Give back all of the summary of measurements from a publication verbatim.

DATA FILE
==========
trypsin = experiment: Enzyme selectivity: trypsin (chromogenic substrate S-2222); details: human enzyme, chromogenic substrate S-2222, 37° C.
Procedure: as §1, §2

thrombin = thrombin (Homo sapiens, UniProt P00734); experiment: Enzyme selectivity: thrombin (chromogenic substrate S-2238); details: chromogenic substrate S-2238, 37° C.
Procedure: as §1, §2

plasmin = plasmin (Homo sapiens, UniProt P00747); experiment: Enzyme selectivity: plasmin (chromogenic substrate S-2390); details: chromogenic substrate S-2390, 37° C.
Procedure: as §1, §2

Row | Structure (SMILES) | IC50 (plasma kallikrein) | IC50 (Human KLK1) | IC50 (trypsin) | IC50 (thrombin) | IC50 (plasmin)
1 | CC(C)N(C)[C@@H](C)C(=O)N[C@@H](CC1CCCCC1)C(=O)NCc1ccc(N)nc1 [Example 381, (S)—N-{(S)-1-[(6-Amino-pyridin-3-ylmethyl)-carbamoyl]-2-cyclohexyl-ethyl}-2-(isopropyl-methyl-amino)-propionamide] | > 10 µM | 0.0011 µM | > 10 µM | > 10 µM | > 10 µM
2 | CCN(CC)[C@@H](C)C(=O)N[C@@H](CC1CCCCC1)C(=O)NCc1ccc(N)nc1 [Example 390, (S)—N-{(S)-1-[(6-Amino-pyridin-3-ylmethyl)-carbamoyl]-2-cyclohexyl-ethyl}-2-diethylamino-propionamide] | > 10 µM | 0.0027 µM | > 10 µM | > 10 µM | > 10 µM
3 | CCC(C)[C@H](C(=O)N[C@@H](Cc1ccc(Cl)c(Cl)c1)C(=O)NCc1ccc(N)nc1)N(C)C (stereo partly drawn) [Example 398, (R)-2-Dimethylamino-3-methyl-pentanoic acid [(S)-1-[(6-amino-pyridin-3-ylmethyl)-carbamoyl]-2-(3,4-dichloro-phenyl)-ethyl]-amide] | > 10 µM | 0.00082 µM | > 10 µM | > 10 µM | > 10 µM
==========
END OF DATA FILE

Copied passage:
trypsin = experiment: Enzyme selectivity: trypsin (chromogenic substrate S-2222); details: human enzyme, chromogenic substrate S-2222, 37° C.
Procedure: as §1, §2

thrombin = thrombin (Homo sapiens, UniProt P00734); experiment: Enzyme selectivity: thrombin (chromogenic substrate S-2238); details: chromogenic substrate S-2238, 37° C.
Procedure: as §1, §2

plasmin = plasmin (Homo sapiens, UniProt P00747); experiment: Enzyme selectivity: plasmin (chromogenic substrate S-2390); details: chromogenic substrate S-2390, 37° C.
Procedure: as §1, §2

Row | Structure (SMILES) | IC50 (plasma kallikrein) | IC50 (Human KLK1) | IC50 (trypsin) | IC50 (thrombin) | IC50 (plasmin)
1 | CC(C)N(C)[C@@H](C)C(=O)N[C@@H](CC1CCCCC1)C(=O)NCc1ccc(N)nc1 [Example 381, (S)—N-{(S)-1-[(6-Amino-pyridin-3-ylmethyl)-carbamoyl]-2-cyclohexyl-ethyl}-2-(isopropyl-methyl-amino)-propionamide] | > 10 µM | 0.0011 µM | > 10 µM | > 10 µM | > 10 µM
2 | CCN(CC)[C@@H](C)C(=O)N[C@@H](CC1CCCCC1)C(=O)NCc1ccc(N)nc1 [Example 390, (S)—N-{(S)-1-[(6-Amino-pyridin-3-ylmethyl)-carbamoyl]-2-cyclohexyl-ethyl}-2-diethylamino-propionamide] | > 10 µM | 0.0027 µM | > 10 µM | > 10 µM | > 10 µM
3 | CCC(C)[C@H](C(=O)N[C@@H](Cc1ccc(Cl)c(Cl)c1)C(=O)NCc1ccc(N)nc1)N(C)C (stereo partly drawn) [Example 398, (R)-2-Dimethylamino-3-methyl-pentanoic acid [(S)-1-[(6-amino-pyridin-3-ylmethyl)-carbamoyl]-2-(3,4-dichloro-phenyl)-ethyl]-amide] | > 10 µM | 0.00082 µM | > 10 µM | > 10 µM | > 10 µM